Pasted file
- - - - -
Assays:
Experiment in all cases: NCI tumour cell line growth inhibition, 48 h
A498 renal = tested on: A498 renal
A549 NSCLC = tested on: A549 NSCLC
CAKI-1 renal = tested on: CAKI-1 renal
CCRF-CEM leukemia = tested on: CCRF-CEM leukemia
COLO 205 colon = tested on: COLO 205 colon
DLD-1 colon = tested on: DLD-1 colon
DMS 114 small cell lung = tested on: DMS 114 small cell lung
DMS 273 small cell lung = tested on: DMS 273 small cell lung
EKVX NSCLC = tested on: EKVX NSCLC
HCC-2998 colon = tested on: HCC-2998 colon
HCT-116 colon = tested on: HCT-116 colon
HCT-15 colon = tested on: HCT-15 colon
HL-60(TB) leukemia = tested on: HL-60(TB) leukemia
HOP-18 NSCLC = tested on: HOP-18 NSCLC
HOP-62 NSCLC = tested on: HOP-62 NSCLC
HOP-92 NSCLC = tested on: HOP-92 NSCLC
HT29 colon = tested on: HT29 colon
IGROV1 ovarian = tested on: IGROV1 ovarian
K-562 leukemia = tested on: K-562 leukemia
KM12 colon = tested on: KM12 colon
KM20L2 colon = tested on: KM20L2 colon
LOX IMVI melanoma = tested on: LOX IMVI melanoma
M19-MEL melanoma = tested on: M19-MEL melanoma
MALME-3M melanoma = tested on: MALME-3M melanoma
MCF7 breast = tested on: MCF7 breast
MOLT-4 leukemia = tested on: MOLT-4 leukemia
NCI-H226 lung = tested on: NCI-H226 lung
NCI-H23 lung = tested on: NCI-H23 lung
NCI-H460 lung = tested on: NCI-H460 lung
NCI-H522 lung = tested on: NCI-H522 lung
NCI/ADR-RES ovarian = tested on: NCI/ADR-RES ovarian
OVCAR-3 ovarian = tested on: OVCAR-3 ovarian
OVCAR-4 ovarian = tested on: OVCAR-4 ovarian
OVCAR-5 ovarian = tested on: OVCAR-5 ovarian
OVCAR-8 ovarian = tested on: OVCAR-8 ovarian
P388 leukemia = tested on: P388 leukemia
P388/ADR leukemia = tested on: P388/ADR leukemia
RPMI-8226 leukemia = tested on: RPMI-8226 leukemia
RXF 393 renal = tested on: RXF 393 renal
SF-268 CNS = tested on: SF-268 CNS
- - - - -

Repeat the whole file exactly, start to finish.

Assays:
Experiment in all cases: NCI tumour cell line growth inhibition, 48 h
A498 renal = tested on: A498 renal
A549 NSCLC = tested on: A549 NSCLC
CAKI-1 renal = tested on: CAKI-1 renal
CCRF-CEM leukemia = tested on: CCRF-CEM leukemia
COLO 205 colon = tested on: COLO 205 colon
DLD-1 colon = tested on: DLD-1 colon
DMS 114 small cell lung = tested on: DMS 114 small cell lung
DMS 273 small cell lung = tested on: DMS 273 small cell lung
EKVX NSCLC = tested on: EKVX NSCLC
HCC-2998 colon = tested on: HCC-2998 colon
HCT-116 colon = tested on: HCT-116 colon
HCT-15 colon = tested on: HCT-15 colon
HL-60(TB) leukemia = tested on: HL-60(TB) leukemia
HOP-18 NSCLC = tested on: HOP-18 NSCLC
HOP-62 NSCLC = tested on: HOP-62 NSCLC
HOP-92 NSCLC = tested on: HOP-92 NSCLC
HT29 colon = tested on: HT29 colon
IGROV1 ovarian = tested on: IGROV1 ovarian
K-562 leukemia = tested on: K-562 leukemia
KM12 colon = tested on: KM12 colon
KM20L2 colon = tested on: KM20L2 colon
LOX IMVI melanoma = tested on: LOX IMVI melanoma
M19-MEL melanoma = tested on: M19-MEL melanoma
MALME-3M melanoma = tested on: MALME-3M melanoma
MCF7 breast = tested on: MCF7 breast
MOLT-4 leukemia = tested on: MOLT-4 leukemia
NCI-H226 lung = tested on: NCI-H226 lung
NCI-H23 lung = tested on: NCI-H23 lung
NCI-H460 lung = tested on: NCI-H460 lung
NCI-H522 lung = tested on: NCI-H522 lung
NCI/ADR-RES ovarian = tested on: NCI/ADR-RES ovarian
OVCAR-3 ovarian = tested on: OVCAR-3 ovarian
OVCAR-4 ovarian = tested on: OVCAR-4 ovarian
OVCAR-5 ovarian = tested on: OVCAR-5 ovarian
OVCAR-8 ovarian = tested on: OVCAR-8 ovarian
P388 leukemia = tested on: P388 leukemia
P388/ADR leukemia = tested on: P388/ADR leukemia
RPMI-8226 leukemia = tested on: RPMI-8226 leukemia
RXF 393 renal = tested on: RXF 393 renal
SF-268 CNS = tested on: SF-268 CNS